After switching from NGINX to Caddy on all of my websites, I have come to the conclusion that Caddy is the best webserver in existence. With automatic HTTPS, a simple configuration file, and more, Caddy is just the best webserver overall for general use.

Built-in automatic HTTPS link icon

Caddy can fetch certificates from Let’s Encrypt and ZeroSSL out of the box. HTTPS is enabled by default for eligible domains1, unless you explicitly tell it not to.

Incredible cipher security link icon

Caddy has incredible defaults for TLS/SSL ciphers. Any site you host on Caddy gets a perfect score from Qualys SSL Labs out of the box.2

Dead simple configuration files: Caddy vs NGINX link icon

Caddy’s configuration file format is the easiest out of all the main webserver. The best way for me to demonstrate this simplicity is to compare it to one of the most popular webservers: NGINX.

Serving some static files link icon

The most essential feature you can use a webserver for.

Caddy link icon

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example.com {
  root * /var/www/example.com
  file_server
}

NGINX link icon

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server {
    listen 80;
    server_name example.com;
    index index.html index.txt;
    root /var/www/example.com;
    location / {
        try_files $uri $uri/ =404;
    }
}

As you can see, the Caddy config is a lot simpler than the NGINX one. But wait, there’s more! This NGINX config is unencrypted HTTP only, but the Caddy one will automatically request a certificate from Let’s Encrypt, enable HTTPS, and even redirect unencrypted HTTP to HTTPS.

From now on, for the sake of simplicity, I’ll be ignoring HTTPS for the NGINX configs.

PHP (PrivateBin) link icon

The Caddy config for this example is the same as the one used for bin.boba.best. I’ve stripped it down a bit by removing the custom error pages, HSTS, zstd compression, and logging.

Caddy link icon

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bin.boba.best {
    encode gzip

    root * /var/www/bin.boba.best
    php_fastcgi unix//run/php/php-fpm.sock
    file_server
}

NGINX link icon

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server {
    listen 80;
    server_name bin.boba.best;
    index index.html index.txt index.php;
    root /var/www/bin.boba.best;
    gzip on;

    location / {
        try_files $uri $uri/ =404;
    }

    location ~ \.php$ {
        include snippets/fastcgi-php.conf;
        fastcgi_pass unix:/run/php/php-fpm.sock;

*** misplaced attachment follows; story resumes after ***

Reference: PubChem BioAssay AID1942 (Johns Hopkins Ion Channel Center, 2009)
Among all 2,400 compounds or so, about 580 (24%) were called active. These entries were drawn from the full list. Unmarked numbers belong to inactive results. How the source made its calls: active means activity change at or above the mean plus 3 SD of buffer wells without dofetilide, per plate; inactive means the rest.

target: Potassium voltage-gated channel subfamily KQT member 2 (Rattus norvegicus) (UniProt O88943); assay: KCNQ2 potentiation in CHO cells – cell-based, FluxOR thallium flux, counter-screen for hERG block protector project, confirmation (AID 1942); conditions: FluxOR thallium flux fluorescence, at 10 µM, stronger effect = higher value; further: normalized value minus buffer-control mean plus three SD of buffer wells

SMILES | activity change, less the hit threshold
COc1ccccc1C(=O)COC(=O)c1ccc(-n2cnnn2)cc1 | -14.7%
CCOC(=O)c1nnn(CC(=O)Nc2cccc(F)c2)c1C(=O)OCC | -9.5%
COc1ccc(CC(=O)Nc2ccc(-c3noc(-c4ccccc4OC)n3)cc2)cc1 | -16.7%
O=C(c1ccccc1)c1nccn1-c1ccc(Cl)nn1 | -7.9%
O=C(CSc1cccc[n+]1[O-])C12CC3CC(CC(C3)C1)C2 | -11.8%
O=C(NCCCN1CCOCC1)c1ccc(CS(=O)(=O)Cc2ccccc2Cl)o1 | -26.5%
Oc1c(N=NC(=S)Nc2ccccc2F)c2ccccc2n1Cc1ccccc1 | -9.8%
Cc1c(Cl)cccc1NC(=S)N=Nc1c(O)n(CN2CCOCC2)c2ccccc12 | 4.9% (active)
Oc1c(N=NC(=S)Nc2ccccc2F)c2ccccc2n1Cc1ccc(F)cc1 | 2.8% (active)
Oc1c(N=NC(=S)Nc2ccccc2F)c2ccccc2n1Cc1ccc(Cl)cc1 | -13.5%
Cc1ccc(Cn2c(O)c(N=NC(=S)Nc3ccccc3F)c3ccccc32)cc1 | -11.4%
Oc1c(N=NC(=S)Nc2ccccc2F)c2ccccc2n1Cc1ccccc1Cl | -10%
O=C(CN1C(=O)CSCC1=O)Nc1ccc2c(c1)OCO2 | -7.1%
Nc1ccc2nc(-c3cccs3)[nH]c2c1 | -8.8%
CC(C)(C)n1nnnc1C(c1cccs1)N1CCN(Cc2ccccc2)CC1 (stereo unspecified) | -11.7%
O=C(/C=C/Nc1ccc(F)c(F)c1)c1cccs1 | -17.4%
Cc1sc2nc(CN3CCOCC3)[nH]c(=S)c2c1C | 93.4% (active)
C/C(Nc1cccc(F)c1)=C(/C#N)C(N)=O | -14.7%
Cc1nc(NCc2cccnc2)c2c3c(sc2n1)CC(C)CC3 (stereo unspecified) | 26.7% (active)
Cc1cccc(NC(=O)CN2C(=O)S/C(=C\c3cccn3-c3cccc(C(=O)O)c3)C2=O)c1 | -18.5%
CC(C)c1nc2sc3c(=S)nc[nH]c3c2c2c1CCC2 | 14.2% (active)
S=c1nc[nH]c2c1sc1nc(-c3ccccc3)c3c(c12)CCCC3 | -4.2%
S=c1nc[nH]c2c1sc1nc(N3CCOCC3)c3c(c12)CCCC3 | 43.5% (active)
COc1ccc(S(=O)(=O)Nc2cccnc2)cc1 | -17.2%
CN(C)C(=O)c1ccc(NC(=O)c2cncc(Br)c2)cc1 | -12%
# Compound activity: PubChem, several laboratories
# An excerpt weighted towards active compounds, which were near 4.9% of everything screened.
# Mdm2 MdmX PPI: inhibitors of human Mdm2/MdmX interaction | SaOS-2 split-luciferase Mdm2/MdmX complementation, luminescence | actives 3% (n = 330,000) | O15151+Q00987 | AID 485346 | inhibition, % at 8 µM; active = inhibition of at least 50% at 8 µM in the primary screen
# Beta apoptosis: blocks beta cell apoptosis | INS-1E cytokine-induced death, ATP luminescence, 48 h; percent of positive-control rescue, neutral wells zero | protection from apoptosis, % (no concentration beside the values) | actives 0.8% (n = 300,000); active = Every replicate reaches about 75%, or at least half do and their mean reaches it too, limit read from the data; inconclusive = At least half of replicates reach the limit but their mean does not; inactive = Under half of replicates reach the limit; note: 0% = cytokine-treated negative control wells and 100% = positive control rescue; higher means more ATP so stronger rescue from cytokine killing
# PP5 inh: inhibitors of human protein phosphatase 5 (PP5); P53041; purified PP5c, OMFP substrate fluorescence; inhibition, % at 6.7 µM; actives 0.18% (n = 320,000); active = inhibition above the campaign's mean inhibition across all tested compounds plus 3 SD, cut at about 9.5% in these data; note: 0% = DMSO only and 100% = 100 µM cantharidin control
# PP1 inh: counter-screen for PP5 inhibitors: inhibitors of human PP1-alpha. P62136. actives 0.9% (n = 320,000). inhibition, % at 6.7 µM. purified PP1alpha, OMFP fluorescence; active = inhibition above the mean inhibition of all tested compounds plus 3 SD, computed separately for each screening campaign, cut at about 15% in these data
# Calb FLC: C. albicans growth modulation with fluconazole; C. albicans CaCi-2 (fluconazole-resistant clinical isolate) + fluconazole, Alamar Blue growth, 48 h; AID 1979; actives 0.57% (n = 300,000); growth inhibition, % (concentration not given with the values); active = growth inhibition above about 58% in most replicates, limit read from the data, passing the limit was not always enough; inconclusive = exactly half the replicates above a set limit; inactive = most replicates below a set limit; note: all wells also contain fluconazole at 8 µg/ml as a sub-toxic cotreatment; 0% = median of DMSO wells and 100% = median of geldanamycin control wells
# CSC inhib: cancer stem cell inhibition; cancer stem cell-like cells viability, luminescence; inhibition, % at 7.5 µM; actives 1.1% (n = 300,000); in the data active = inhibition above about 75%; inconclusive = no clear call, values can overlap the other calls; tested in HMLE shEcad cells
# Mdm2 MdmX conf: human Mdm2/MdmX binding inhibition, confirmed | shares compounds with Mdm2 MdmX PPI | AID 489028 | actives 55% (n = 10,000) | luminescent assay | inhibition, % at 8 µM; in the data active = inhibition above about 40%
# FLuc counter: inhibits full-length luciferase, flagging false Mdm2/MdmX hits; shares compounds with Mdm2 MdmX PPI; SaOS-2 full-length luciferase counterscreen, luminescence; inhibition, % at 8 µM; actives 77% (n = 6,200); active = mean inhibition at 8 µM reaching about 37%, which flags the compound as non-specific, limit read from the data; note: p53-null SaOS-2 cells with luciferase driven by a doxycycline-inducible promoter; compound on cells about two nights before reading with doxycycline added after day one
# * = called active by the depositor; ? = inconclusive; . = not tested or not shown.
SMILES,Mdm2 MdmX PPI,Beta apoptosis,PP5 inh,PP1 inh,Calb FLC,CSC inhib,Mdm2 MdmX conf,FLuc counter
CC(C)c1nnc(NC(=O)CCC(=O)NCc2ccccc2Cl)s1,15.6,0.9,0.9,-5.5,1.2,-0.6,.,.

}
}

Reverse proxy + static files (Gitea) link icon

This last example is based on git.bbaovanc.com. Just like the last example, I’ve stripped off the custom error pages, HSTS, zstd compression, and logging.

Caddy link icon

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git.bbaovanc.com {
    encode gzip

    handle_path /_/static/assets/* {
        root * /var/www/git.bbaovanc.com/public
        file_server
    }

    handle {
        reverse_proxy localhost:81 {
            header_up X-Real-IP {remote_host}
        }
    }
}

NGINX link icon

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server {
    listen 80;
    server_name git.bbaovanc.com;
    gzip on;

    location /_/static/assets {
        alias /var/www/git.bbaovanc.com/public/;
    }

    location / {
        proxy_pass http://localhost:81;
        proxy_set_header X-Real-IP $remote_addr;
    }

Although in this case the NGINX config was slightly shorter, I find the Caddy one a lot more clear and easy to understand. With NGINX, I find it weird how adding a trailing slash or not defines whether the prefix (/_/static/assets in this case) is stripped before searching the filesystem. In Caddy, you can use the handle_path directive, instead of just a regular handle directive.

You can read more about how handle and handle_path work in Caddy on the Caddy docs.

The smaller details link icon

These features might not matter to you, but this is my blog, and I care about them, so I’ll be including them.

Go templates link icon

Caddy is written in Go and supports Go templates. This means you can make simple dynamic content while only using Caddy!

In fact, the official Caddy website is generated entirely using Caddy’s and Go templates!3

Error pages using HTTP Cats link icon

I use this snippet on both bbaovanc.com and boba.best to make custom error pages using images from HTTP Cats. It uses Caddy’s template support to generate some simple HTML to show the error code, name, and cat image.

Beautiful autoindex file browser link icon

Apache and NGINX both have an optional “autoindex” feature which generates a list of files in a directory when there’s no page there. However, it looks very ugly. Caddy, on the other hand, still has a simple index page, but looks a thousand times better.

Coincidentally, it matches the theme of my website very well, so I have to put a border around the image.

Caddy's gorgeous directory list page.
Caddy’s gorgeous directory list page.


  1. For the rules on what domains have automatic HTTPS by default, see “Hostname requirements” on the Caddy documentation↩︎

  2. SSL Labs caps the score to an A if HSTS isn’t enabled. After enabling it, then you get a perfect A+ score. See my website’s score (archived) for an example (bbaovanc.com). ↩︎

  3. See more info about templating on the Caddy docs ↩︎